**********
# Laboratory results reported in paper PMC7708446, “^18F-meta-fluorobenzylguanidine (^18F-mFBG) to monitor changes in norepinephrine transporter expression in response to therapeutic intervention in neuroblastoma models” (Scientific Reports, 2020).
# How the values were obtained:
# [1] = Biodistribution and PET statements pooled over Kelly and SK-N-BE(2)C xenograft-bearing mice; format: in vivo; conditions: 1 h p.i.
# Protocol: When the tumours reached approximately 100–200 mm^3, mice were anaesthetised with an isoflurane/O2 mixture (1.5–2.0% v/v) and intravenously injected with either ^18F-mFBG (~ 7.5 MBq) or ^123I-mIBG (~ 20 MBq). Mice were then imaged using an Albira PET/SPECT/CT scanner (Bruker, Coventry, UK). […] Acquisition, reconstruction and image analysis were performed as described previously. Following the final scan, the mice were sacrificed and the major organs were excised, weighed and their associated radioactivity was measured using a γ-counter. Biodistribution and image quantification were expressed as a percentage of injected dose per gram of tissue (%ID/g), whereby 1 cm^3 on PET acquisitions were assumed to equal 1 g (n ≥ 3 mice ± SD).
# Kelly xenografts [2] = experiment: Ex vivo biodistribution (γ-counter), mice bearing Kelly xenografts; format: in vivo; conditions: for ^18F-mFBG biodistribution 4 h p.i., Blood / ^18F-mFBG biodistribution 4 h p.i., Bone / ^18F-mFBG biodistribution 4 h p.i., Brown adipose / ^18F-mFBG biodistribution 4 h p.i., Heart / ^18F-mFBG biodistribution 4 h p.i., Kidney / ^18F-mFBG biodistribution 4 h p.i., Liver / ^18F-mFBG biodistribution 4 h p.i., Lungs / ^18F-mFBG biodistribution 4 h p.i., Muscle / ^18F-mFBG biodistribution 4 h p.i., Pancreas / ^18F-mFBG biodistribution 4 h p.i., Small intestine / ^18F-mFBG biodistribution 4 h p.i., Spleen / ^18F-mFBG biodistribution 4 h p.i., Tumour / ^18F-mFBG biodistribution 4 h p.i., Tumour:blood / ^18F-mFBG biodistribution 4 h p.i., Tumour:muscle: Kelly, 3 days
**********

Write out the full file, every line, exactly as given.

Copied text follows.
# Laboratory results reported in paper PMC7708446, “^18F-meta-fluorobenzylguanidine (^18F-mFBG) to monitor changes in norepinephrine transporter expression in response to therapeutic intervention in neuroblastoma models” (Scientific Reports, 2020).
# How the values were obtained:
# [1] = Biodistribution and PET statements pooled over Kelly and SK-N-BE(2)C xenograft-bearing mice; format: in vivo; conditions: 1 h p.i.
# Protocol: When the tumours reached approximately 100–200 mm^3, mice were anaesthetised with an isoflurane/O2 mixture (1.5–2.0% v/v) and intravenously injected with either ^18F-mFBG (~ 7.5 MBq) or ^123I-mIBG (~ 20 MBq). Mice were then imaged using an Albira PET/SPECT/CT scanner (Bruker, Coventry, UK). […] Acquisition, reconstruction and image analysis were performed as described previously. Following the final scan, the mice were sacrificed and the major organs were excised, weighed and their associated radioactivity was measured using a γ-counter. Biodistribution and image quantification were expressed as a percentage of injected dose per gram of tissue (%ID/g), whereby 1 cm^3 on PET acquisitions were assumed to equal 1 g (n ≥ 3 mice ± SD).
# Kelly xenografts [2] = experiment: Ex vivo biodistribution (γ-counter), mice bearing Kelly xenografts; format: in vivo; conditions: for ^18F-mFBG biodistribution 4 h p.i., Blood / ^18F-mFBG biodistribution 4 h p.i., Bone / ^18F-mFBG biodistribution 4 h p.i., Brown adipose / ^18F-mFBG biodistribution 4 h p.i., Heart / ^18F-mFBG biodistribution 4 h p.i., Kidney / ^18F-mFBG biodistribution 4 h p.i., Liver / ^18F-mFBG biodistribution 4 h p.i., Lungs / ^18F-mFBG biodistribution 4 h p.i., Muscle / ^18F-mFBG biodistribution 4 h p.i., Pancreas / ^18F-mFBG biodistribution 4 h p.i., Small intestine / ^18F-mFBG biodistribution 4 h p.i., Spleen / ^18F-mFBG biodistribution 4 h p.i., Tumour / ^18F-mFBG biodistribution 4 h p.i., Tumour:blood / ^18F-mFBG biodistribution 4 h p.i., Tumour:muscle: Kelly, 3 days